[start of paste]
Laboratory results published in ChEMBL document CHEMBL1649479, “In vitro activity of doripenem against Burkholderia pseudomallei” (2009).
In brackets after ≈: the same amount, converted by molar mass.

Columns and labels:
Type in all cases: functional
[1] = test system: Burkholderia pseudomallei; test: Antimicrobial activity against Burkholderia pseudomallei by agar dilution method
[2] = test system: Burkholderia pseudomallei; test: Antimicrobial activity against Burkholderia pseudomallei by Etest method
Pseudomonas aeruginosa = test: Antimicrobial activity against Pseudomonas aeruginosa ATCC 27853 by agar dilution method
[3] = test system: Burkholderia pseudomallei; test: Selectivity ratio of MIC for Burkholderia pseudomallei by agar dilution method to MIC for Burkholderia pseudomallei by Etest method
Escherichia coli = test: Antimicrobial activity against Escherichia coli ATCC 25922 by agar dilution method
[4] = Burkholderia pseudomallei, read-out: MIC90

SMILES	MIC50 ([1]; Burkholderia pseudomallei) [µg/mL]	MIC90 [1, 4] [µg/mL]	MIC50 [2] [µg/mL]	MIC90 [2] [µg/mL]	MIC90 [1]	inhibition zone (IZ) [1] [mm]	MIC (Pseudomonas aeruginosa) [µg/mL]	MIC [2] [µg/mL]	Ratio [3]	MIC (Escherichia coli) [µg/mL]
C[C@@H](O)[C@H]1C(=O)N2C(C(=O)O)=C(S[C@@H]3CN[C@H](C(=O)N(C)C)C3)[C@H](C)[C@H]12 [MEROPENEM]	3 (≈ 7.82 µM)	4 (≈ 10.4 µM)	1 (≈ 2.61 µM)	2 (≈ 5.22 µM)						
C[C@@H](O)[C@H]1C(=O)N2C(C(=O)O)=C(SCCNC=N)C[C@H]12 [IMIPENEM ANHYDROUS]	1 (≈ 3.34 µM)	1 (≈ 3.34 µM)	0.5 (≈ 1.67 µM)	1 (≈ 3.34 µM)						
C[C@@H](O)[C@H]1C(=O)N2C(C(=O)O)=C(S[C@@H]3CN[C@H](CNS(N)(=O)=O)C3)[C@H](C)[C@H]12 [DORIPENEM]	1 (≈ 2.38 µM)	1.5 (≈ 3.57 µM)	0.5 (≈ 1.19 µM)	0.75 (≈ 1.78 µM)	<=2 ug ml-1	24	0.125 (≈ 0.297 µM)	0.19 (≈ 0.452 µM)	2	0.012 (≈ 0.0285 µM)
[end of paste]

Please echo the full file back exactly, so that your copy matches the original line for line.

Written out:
Laboratory results published in ChEMBL document CHEMBL1649479, “In vitro activity of doripenem against Burkholderia pseudomallei” (2009).
In brackets after ≈: the same amount, converted by molar mass.

Columns and labels:
Type in all cases: functional
[1] = test system: Burkholderia pseudomallei; test: Antimicrobial activity against Burkholderia pseudomallei by agar dilution method
[2] = test system: Burkholderia pseudomallei; test: Antimicrobial activity against Burkholderia pseudomallei by Etest method
Pseudomonas aeruginosa = test: Antimicrobial activity against Pseudomonas aeruginosa ATCC 27853 by agar dilution method
[3] = test system: Burkholderia pseudomallei; test: Selectivity ratio of MIC for Burkholderia pseudomallei by agar dilution method to MIC for Burkholderia pseudomallei by Etest method
Escherichia coli = test: Antimicrobial activity against Escherichia coli ATCC 25922 by agar dilution method
[4] = Burkholderia pseudomallei, read-out: MIC90

SMILES	MIC50 ([1]; Burkholderia pseudomallei) [µg/mL]	MIC90 [1, 4] [µg/mL]	MIC50 [2] [µg/mL]	MIC90 [2] [µg/mL]	MIC90 [1]	inhibition zone (IZ) [1] [mm]	MIC (Pseudomonas aeruginosa) [µg/mL]	MIC [2] [µg/mL]	Ratio [3]	MIC (Escherichia coli) [µg/mL]
C[C@@H](O)[C@H]1C(=O)N2C(C(=O)O)=C(S[C@@H]3CN[C@H](C(=O)N(C)C)C3)[C@H](C)[C@H]12 [MEROPENEM]	3 (≈ 7.82 µM)	4 (≈ 10.4 µM)	1 (≈ 2.61 µM)	2 (≈ 5.22 µM)						
C[C@@H](O)[C@H]1C(=O)N2C(C(=O)O)=C(SCCNC=N)C[C@H]12 [IMIPENEM ANHYDROUS]	1 (≈ 3.34 µM)	1 (≈ 3.34 µM)	0.5 (≈ 1.67 µM)	1 (≈ 3.34 µM)						
C[C@@H](O)[C@H]1C(=O)N2C(C(=O)O)=C(S[C@@H]3CN[C@H](CNS(N)(=O)=O)C3)[C@H](C)[C@H]12 [DORIPENEM]	1 (≈ 2.38 µM)	1.5 (≈ 3.57 µM)	0.5 (≈ 1.19 µM)	0.75 (≈ 1.78 µM)	<=2 ug ml-1	24	0.125 (≈ 0.297 µM)	0.19 (≈ 0.452 µM)	2	0.012 (≈ 0.0285 µM)